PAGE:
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Writ Petition filed in Rajasthan HC claiming that at least 15 questions in CLAT 2015 remained “obviously incorrect or were impossible” to answer

Live Law News Network
11 Jun 2015 5:33 AM GMT
Writ Petition filed in Rajasthan HC claiming that at least 15 questions in CLAT 2015 remained “obviously incorrect or were impossible” to answer
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A Common Law Admission Test (CLAT) 2015 applicant has filed a writ petition in the Rajasthan high court’s Jaipur bench claiming that at least 15 questions remained obviously incorrect or were impossible, after having asked senior counsel and other experts to try and solve them, “Legally India” reports. Civil writ petition 7970 of 2015, Rashi Mangal vs UOI and Others, was heard yesterday, with advocate Dinesh Yadav appearing for the petitioners, said Rajesh Mangal, who is a chartered accountant (CA) and father of Rashi Mangal.

The court had served notice of the writ petition on the Common Law Admission Test (CLAT) convener, RMLNLU Lucknow, Mangal was quoted as saying by ‘Legally India’ that they had asked for the publication of the full merit list of all candidates, as it had been done in previous years such as by GNLU Gandhinagar.

Second, he said that nearly 30 general knowledge questions had been copied from a single source –

Finally, they had originally challenged 18 questions that either had incorrect answers on the model answer sheet or were impossible to answer either at all, or because of typographical errors.
Three of those questions had been accepted as incorrect by the CLAT conveners’ expert committee, since filing, said Mangal However, 15 wrong answers remained. He said that he had sent three legal reasoning questions to a “very senior advocate of Jaipur”, who replied that the answer should be different to whatever was supplied by the CLAT.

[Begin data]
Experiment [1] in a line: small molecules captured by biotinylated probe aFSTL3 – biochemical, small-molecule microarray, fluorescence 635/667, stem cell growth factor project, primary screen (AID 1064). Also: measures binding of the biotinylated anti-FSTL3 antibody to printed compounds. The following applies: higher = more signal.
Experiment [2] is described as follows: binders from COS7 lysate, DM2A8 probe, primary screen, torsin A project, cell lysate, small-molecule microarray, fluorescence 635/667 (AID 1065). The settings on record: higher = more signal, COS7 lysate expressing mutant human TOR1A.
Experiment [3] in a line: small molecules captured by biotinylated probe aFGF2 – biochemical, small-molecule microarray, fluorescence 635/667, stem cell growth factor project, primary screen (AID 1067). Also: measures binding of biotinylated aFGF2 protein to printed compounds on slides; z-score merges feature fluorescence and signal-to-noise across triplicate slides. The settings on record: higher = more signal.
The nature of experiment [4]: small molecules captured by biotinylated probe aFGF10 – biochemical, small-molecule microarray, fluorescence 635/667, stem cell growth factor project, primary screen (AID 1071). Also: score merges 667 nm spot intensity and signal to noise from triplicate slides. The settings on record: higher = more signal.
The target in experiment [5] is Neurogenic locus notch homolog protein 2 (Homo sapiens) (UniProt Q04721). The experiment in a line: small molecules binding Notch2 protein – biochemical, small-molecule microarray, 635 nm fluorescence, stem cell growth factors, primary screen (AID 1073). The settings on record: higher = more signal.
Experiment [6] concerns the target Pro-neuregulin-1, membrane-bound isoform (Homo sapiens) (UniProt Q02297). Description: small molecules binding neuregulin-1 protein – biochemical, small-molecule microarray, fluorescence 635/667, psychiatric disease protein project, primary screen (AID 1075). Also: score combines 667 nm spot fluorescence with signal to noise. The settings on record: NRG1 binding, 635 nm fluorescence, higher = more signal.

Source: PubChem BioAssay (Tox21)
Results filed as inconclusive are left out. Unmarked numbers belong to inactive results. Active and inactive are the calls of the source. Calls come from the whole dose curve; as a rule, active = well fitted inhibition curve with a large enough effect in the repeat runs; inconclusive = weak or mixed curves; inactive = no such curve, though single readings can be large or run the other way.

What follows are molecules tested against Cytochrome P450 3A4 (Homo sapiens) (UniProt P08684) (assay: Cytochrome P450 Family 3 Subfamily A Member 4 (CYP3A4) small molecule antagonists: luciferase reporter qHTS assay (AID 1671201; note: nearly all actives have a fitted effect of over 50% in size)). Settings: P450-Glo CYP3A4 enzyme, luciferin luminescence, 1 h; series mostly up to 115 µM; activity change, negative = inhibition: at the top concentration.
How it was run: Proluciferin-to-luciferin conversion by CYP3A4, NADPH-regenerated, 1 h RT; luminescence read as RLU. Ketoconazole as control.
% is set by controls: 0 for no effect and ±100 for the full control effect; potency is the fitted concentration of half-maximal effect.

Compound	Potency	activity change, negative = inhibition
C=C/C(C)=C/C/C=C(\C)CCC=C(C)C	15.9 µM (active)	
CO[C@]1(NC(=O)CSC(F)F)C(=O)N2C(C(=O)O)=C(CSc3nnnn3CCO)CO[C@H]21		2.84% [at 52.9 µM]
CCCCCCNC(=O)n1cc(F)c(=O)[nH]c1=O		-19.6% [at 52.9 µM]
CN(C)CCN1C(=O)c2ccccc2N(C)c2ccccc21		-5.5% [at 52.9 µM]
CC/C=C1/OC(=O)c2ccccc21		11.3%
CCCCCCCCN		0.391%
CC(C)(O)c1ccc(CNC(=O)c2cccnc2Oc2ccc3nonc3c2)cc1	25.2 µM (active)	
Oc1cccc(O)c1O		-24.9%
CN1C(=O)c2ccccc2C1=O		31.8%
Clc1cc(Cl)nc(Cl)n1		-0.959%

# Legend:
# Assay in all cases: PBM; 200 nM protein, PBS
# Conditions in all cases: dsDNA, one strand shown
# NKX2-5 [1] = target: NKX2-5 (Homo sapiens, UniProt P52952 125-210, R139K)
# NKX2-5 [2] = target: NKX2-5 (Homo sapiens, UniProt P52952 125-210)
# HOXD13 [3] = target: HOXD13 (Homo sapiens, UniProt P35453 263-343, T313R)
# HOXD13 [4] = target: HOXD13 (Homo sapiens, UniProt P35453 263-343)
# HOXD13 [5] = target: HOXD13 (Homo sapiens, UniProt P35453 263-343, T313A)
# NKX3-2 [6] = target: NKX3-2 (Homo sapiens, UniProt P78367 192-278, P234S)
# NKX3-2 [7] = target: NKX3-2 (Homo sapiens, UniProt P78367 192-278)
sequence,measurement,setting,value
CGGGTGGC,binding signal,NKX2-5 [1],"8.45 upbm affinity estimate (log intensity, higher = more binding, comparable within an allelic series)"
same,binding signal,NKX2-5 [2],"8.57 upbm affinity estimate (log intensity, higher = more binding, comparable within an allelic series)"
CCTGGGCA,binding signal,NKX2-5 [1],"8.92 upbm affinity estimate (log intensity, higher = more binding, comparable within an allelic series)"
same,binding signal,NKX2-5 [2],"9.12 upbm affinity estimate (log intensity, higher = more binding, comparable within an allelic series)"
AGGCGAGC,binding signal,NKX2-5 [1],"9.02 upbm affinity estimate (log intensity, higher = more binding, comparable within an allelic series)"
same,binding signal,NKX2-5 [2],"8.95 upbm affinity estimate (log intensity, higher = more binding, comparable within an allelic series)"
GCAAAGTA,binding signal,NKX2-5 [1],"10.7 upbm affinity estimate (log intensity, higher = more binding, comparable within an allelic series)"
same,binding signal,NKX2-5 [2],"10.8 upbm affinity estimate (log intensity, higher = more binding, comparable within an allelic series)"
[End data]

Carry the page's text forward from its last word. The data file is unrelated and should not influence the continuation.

Furthermore, several other questions were also wrong, such as the infamous question 56, asking for the “world’s largest e-commerce company”, and supplying both Alibaba and Amazon as answers.
Questions 169 to 173, which relied on a complex puzzle with a table, was impossible because in the last cell of the table, there was a typographical error where the number should have been 46 rather than 26.
Mangal said that he gave the wrong puzzle to Indian Institute of Technology (IIT) experts, who were unable to answer three out of five of those questions. When changing the number 26 in the puzzle to 46, they were able to solve the puzzle in two minutes.
Question number 10 was also incorrect, with the model answer key requiring substitution of “attached” into the following sentence, rather than “impounded”: “Royalties and trust funds can be ____________________, automobiles may be seized and auctioned off.”

Being a CA, Mangal said that the “right answer must be impounded” under the Income Tax act.
He also pointed out question 25, which required matching of the word pair “dulcet : raucous” to a similarly antonymous pair. The answer key provided “crazy : insane”, as the correct answer, but Mangal said that the CLAT answer was actually copied incorrectly from another entrance test source that had specified “crazy : sane” as the correct answer.

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